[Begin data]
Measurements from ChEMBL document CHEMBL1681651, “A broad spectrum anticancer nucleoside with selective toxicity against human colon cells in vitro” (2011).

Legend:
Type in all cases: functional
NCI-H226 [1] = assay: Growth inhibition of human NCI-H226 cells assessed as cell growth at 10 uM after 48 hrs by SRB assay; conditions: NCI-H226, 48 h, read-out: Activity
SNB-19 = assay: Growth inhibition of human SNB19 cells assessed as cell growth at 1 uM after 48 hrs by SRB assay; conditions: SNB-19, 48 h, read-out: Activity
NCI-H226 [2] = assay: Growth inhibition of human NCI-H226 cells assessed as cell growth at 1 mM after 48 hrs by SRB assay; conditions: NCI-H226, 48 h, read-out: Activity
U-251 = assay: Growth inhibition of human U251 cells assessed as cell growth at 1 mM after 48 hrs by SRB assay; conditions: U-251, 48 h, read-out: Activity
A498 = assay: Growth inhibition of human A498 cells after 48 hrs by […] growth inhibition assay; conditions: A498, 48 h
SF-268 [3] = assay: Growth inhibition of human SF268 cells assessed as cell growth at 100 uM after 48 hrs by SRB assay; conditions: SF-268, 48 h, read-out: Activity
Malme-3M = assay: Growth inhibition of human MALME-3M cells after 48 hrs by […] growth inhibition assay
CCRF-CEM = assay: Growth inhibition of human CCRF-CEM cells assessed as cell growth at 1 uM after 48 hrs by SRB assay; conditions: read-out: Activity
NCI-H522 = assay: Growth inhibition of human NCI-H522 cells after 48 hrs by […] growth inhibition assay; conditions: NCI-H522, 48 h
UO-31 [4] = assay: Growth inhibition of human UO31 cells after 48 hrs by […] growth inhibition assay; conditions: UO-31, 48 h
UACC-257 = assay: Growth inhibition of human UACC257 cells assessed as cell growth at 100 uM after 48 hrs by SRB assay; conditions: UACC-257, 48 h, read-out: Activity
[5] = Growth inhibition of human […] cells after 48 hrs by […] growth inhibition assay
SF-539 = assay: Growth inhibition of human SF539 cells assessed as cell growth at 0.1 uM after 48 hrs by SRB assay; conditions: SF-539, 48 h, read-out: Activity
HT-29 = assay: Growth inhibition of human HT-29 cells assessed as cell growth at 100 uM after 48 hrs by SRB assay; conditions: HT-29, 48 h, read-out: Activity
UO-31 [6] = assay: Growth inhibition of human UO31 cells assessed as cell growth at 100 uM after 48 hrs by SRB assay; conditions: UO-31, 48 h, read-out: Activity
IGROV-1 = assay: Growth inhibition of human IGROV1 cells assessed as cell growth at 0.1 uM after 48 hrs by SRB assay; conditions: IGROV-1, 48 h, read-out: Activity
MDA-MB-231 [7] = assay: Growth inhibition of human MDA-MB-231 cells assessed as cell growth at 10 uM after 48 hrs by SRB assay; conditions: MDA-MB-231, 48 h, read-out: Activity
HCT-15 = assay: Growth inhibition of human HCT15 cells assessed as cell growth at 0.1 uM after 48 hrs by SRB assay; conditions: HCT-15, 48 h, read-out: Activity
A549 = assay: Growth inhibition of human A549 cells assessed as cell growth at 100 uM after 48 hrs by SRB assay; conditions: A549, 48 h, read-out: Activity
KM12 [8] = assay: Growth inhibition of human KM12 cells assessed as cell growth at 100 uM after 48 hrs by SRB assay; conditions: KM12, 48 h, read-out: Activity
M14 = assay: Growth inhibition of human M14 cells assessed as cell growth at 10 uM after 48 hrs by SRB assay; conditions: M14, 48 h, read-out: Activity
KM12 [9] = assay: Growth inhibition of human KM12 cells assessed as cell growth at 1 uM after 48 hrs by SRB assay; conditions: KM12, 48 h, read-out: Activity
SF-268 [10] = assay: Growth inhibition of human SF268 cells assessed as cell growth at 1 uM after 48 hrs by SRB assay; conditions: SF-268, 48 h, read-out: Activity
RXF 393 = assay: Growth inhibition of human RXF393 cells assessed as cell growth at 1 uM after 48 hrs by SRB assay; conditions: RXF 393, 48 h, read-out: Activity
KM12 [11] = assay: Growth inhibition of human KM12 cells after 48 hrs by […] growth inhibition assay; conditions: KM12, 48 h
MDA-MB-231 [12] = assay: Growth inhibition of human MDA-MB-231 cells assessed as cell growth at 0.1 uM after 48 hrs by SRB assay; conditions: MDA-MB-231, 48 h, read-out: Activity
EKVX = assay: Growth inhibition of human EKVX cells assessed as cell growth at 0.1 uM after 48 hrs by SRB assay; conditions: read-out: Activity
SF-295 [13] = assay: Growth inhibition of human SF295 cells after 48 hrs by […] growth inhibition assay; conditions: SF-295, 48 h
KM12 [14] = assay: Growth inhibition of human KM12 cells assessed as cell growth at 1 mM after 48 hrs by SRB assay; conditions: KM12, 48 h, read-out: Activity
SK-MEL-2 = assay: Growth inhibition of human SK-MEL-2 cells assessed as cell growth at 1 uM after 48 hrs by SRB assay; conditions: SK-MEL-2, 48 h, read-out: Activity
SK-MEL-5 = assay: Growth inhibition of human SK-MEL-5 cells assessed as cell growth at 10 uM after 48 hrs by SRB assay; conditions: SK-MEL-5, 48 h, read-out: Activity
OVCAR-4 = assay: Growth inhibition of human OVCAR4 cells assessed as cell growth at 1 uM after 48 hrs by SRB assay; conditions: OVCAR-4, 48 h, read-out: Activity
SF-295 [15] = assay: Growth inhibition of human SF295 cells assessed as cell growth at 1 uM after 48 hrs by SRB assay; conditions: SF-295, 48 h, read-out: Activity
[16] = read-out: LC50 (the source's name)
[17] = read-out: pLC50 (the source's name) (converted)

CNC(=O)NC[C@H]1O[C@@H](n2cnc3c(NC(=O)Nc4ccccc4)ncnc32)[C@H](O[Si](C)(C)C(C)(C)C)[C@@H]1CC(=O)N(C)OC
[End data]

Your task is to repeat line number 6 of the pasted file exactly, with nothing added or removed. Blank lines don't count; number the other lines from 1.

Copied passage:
NCI-H226 [2] = assay: Growth inhibition of human NCI-H226 cells assessed as cell growth at 1 mM after 48 hrs by SRB assay; conditions: NCI-H226, 48 h, read-out: Activity